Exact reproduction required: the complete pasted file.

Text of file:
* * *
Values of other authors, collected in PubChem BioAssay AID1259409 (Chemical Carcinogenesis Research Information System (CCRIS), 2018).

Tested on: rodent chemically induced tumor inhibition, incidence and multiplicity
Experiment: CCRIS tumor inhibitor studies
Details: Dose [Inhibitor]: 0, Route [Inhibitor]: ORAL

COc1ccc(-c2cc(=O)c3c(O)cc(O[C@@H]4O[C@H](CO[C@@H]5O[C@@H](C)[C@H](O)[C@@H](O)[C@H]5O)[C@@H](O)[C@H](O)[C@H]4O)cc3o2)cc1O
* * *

Values of other authors, collected in PubChem BioAssay AID1259409 (Chemical Carcinogenesis Research Information System (CCRIS), 2018).

Tested on: rodent chemically induced tumor inhibition, incidence and multiplicity
Experiment: CCRIS tumor inhibitor studies
Details: Dose [Inhibitor]: 0, Route [Inhibitor]: ORAL

COc1ccc(-c2cc(=O)c3c(O)cc(O[C@@H]4O[C@H](CO[C@@H]5O[C@@H](C)[C@H](O)[C@@H](O)[C@H]5O)[C@@H](O)[C@H](O)[C@H]4O)cc3o2)cc1O